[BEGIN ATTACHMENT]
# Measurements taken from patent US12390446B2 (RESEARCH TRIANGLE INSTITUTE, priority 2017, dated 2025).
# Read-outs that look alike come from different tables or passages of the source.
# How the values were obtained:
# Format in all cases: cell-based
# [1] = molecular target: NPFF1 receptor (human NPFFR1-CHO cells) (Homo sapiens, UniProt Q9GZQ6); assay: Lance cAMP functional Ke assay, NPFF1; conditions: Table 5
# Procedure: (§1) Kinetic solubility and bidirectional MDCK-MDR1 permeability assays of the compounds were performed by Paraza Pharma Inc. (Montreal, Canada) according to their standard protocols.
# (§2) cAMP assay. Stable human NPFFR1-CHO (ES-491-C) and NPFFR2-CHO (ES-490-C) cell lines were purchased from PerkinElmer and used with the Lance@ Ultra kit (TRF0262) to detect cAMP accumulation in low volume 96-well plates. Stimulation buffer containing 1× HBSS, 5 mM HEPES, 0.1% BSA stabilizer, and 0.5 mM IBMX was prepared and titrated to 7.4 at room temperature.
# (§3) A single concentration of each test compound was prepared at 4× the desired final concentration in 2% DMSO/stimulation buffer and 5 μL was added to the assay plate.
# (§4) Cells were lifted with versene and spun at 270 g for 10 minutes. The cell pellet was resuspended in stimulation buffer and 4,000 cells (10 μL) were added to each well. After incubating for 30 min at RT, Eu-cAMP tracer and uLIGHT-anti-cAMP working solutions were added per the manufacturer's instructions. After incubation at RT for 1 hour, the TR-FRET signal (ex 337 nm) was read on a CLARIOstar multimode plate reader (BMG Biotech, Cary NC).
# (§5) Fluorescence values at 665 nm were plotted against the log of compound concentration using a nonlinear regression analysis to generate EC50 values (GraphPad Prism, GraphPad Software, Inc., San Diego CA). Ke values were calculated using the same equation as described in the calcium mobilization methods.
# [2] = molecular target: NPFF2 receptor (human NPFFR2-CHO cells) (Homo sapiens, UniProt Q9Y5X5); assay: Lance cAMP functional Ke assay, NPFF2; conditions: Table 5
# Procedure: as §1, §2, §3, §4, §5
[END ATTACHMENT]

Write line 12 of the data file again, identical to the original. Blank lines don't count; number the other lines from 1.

# Procedure: as §1, §2, §3, §4, §5